Prompt, effective therapy and education of patients helps them decide to use condoms, change their risky sexual behavior, and convince their partner to seek treatment.


Surgical Care

Fluctuant buboes should be drained with the patient under local anesthesia. Insert a large-gauge needle into the bubo, passing through normal tissue from the side or the top of the lesion rather than the bottom, thus avoiding continuous dependent drainage and fistula formation, as demonstrated in the image below.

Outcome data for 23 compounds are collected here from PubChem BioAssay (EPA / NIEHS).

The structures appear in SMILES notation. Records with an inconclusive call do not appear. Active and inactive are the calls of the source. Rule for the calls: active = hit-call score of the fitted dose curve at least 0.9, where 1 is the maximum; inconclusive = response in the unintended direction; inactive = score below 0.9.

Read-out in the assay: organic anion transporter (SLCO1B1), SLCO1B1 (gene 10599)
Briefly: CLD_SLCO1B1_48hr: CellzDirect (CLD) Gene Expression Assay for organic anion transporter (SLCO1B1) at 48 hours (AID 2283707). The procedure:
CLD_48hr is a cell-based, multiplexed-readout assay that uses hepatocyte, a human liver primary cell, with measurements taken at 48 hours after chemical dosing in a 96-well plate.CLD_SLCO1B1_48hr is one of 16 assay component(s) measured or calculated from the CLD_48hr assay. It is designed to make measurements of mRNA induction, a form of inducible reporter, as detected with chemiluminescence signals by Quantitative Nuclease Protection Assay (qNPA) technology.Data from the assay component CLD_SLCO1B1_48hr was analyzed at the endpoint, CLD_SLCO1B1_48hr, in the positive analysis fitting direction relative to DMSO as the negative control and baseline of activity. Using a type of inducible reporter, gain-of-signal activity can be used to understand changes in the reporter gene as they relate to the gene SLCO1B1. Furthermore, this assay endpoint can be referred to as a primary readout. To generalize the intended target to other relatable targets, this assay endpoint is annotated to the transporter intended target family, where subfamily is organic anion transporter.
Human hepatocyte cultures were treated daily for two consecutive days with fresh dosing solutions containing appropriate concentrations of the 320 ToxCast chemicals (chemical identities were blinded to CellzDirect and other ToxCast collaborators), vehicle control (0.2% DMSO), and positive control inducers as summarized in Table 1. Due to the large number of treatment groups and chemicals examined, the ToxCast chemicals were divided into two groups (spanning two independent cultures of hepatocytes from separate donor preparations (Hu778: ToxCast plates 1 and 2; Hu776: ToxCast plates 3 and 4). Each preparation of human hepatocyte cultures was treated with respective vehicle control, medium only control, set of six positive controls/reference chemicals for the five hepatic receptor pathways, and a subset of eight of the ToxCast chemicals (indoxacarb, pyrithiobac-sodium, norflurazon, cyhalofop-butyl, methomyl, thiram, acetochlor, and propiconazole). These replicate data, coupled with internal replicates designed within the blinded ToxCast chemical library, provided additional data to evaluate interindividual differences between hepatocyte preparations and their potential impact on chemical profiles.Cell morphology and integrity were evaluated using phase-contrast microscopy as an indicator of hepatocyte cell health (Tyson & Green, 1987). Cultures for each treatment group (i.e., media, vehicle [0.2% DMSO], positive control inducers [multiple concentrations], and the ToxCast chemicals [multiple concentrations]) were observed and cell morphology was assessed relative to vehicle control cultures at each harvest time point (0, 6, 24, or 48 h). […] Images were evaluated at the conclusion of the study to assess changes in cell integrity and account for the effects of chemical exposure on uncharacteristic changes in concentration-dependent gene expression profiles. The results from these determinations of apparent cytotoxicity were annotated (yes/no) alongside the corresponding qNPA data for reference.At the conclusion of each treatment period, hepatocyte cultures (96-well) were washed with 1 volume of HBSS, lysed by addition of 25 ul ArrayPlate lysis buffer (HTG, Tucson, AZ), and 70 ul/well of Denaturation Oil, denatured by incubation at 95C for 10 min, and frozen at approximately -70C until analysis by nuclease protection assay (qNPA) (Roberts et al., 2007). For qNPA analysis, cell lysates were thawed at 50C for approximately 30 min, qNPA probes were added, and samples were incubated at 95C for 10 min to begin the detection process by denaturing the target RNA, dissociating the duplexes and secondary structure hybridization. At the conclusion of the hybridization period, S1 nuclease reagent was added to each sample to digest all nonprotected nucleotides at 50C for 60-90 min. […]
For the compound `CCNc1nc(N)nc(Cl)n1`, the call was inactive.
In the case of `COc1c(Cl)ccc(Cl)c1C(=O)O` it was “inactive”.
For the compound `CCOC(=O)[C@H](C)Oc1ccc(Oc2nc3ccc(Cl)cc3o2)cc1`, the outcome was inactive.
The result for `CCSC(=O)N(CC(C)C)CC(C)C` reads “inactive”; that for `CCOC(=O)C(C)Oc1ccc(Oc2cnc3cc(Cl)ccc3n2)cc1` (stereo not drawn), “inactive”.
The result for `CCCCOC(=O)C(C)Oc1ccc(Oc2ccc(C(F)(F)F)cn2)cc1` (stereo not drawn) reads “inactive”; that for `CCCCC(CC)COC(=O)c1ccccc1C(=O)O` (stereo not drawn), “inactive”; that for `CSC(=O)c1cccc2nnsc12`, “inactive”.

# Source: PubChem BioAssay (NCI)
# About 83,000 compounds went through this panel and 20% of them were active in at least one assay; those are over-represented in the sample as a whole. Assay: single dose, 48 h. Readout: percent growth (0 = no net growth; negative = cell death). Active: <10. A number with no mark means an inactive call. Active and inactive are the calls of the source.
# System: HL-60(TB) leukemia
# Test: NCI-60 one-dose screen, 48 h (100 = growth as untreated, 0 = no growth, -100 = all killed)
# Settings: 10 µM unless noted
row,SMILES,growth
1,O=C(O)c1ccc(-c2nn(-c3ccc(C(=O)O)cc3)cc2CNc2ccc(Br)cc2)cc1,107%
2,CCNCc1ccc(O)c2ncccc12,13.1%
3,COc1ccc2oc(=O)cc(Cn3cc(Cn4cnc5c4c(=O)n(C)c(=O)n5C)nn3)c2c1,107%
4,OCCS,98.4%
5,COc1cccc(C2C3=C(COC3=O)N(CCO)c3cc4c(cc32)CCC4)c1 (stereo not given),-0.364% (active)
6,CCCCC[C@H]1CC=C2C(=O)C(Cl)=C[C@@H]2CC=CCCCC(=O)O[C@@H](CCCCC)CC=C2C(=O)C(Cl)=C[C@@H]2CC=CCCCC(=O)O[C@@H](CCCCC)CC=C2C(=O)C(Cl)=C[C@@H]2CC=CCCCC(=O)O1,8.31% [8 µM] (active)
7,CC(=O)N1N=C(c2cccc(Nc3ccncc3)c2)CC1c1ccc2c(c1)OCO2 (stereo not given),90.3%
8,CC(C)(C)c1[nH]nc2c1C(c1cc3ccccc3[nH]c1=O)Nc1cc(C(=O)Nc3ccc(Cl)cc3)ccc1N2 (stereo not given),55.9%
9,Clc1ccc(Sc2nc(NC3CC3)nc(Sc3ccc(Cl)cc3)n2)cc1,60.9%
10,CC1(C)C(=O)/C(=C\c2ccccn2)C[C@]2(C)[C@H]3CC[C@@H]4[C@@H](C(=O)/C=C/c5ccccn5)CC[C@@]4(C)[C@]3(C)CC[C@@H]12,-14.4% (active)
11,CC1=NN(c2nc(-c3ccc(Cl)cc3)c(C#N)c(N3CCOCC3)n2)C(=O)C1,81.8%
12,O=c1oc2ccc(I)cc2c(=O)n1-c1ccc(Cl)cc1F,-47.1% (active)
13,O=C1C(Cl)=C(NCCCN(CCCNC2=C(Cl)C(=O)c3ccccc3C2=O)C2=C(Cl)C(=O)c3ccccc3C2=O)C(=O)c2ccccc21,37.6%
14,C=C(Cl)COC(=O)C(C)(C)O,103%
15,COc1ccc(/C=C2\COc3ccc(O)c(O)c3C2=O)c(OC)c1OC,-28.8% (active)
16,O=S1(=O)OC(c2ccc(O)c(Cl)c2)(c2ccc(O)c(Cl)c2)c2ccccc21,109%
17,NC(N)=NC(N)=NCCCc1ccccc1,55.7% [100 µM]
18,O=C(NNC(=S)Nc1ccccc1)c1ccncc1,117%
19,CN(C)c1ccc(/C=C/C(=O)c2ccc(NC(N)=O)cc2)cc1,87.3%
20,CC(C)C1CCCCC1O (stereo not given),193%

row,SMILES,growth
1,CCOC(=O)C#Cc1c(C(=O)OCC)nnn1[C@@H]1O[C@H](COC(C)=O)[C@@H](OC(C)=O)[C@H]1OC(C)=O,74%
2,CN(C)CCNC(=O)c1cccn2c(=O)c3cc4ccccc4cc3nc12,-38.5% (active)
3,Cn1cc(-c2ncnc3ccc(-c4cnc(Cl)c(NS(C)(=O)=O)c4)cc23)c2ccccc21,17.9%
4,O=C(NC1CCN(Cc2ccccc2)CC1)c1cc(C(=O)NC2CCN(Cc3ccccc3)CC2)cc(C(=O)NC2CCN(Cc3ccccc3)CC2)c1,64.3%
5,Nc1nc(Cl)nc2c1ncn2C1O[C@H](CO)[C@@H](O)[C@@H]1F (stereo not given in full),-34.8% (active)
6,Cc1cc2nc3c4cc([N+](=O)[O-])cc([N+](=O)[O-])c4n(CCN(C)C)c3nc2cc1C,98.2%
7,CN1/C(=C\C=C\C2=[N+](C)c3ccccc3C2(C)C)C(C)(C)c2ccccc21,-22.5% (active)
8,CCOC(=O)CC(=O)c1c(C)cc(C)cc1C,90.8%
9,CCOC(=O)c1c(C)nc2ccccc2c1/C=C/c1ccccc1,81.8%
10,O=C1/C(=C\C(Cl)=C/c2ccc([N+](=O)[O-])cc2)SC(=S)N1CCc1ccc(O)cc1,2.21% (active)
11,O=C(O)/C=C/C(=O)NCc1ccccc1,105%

Large fluctuant buboes should be drained with the Large fluctuant buboes should be drained with the patient under local anesthesia and a large-gauge needle inserted through surrounding healthy skin. The insertion site should be superior or lateral to the bubo to prevent chronic drainage from the site.

Incision and drainage is an effective method for treating fluctuant buboes and may be preferable to traditional needle aspiration, considering the frequency of required repeat aspirations in some studies. [46]

If circumcision is needed, it should be completed after the patient successfully completes treatment with antibiotics.



Patients should refrain from sexual activity until ulcers are healed. Untreated chancroid ulcers may persist for 1-3 months. Chancroid ulcers treated with the appropriate antibiotic agent resolve within 7-14 days.